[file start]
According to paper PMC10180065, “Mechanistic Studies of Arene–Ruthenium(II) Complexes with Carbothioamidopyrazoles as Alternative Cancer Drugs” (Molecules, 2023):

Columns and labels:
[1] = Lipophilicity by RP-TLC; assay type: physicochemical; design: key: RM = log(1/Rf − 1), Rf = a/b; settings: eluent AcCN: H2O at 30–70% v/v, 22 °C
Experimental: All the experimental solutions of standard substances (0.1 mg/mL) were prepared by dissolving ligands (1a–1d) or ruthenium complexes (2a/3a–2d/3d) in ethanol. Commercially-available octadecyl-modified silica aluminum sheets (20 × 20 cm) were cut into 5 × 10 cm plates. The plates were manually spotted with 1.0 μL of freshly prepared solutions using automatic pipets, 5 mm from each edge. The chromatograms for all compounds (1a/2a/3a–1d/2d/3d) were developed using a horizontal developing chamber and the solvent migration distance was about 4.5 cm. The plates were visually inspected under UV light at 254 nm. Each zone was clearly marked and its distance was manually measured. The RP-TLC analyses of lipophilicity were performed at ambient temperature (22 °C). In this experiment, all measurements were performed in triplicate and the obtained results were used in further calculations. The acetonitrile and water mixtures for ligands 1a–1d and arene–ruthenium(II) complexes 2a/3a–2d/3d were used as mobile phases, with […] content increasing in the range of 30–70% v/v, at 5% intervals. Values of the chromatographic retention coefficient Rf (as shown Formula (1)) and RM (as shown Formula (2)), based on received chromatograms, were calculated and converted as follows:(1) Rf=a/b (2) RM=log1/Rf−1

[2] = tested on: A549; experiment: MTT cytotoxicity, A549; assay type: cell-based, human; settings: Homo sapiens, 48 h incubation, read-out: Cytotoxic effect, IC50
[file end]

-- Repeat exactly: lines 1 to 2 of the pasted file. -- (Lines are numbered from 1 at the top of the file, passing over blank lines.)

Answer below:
According to paper PMC10180065, “Mechanistic Studies of Arene–Ruthenium(II) Complexes with Carbothioamidopyrazoles as Alternative Cancer Drugs” (Molecules, 2023):

Columns and labels: